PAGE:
Penumbra, like many other zero-knowledge protocols, requires a cryptographic group that can be used inside of an arithmetic circuit. This is accomplished by defining an “embedded” elliptic curve whose base field is the scalar field of the proving curve used by the proof system.
The Zexe paper, which defined BLS12-377, also defined (but did not name) a cofactor-4 Edwards curve defined over the BLS12-377 scalar field for exactly this purpose. However, non-prime-order groups are a leaky abstraction, forcing all downstream constructions to pay attention to correct handling of the cofactor. Although it is usually possible to do so safely, it requires additional care, and the optimal technique for handling the cofactor is different inside and outside of a circuit.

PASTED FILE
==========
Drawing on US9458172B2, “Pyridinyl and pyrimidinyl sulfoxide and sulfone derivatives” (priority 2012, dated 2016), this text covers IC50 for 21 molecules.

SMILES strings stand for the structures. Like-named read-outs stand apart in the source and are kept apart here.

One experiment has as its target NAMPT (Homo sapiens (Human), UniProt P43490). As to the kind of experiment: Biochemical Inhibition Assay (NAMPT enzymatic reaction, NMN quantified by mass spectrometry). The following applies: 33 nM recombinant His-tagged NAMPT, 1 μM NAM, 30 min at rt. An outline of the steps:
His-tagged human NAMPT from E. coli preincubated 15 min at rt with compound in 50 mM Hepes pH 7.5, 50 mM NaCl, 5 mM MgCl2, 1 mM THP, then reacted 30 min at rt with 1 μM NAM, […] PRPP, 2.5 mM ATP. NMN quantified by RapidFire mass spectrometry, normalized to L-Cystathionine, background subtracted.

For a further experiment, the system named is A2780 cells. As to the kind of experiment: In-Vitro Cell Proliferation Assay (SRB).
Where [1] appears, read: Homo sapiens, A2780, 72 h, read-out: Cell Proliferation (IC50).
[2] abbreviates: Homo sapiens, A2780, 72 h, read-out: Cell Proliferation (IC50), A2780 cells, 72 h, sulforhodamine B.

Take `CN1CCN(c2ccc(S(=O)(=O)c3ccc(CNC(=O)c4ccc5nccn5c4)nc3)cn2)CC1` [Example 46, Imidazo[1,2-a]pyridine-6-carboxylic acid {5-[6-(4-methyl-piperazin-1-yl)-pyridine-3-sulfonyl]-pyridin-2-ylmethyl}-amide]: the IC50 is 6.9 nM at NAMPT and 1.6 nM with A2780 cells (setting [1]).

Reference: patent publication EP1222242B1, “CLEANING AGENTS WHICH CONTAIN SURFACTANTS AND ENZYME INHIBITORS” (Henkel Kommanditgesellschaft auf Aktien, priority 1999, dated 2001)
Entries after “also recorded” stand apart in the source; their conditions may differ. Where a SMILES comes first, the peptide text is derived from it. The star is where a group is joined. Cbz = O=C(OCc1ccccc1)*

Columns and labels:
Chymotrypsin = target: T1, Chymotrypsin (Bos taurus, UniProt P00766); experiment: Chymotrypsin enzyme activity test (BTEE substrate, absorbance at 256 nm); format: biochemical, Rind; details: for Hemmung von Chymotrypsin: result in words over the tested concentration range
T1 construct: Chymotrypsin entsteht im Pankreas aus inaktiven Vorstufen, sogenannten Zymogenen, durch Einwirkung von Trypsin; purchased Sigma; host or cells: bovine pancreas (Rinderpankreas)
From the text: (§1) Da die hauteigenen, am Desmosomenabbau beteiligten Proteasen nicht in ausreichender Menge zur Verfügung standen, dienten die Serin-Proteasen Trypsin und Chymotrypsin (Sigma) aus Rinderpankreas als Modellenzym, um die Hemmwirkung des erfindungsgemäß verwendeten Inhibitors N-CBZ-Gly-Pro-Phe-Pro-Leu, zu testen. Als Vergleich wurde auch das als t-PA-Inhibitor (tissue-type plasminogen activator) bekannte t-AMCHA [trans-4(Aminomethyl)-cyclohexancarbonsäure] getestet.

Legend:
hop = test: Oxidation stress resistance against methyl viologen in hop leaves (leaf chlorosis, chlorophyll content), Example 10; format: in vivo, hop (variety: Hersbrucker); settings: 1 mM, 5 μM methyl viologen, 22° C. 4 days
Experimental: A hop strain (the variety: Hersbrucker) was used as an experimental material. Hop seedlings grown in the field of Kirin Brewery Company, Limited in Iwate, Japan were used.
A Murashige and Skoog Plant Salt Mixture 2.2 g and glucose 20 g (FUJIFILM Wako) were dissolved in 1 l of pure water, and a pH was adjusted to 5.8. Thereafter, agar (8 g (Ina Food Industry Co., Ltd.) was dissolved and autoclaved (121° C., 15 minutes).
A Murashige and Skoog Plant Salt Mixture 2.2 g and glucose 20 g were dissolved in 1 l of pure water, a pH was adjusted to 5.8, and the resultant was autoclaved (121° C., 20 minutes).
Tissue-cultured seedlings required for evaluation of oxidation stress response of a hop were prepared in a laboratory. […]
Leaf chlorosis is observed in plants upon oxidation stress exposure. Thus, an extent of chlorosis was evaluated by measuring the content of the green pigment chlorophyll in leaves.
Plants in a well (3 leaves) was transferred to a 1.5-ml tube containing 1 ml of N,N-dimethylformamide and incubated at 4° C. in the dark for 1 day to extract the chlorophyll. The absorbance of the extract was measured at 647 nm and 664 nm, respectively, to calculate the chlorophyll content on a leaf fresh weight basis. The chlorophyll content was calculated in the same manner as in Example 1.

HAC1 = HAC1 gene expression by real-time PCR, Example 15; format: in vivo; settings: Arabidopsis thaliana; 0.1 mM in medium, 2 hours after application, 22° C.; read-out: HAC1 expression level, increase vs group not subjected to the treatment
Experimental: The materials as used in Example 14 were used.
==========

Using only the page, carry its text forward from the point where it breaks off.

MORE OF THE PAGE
Instead, applying the Decaf construction to this curve gives
clean abstraction that provides a prime-order group complete with hash-to-group
functionality and whose encoding and decoding functions integrate validation.
Although it imposes a modest additional cost in the circuit context, as
discussed in Costs and Alternatives, the
construction works the same way inside and outside of a circuit and imposes no
costs for lightweight, software-only applications, making it a good choice for
A work-in-progress implementation of
decaf377 can be found here.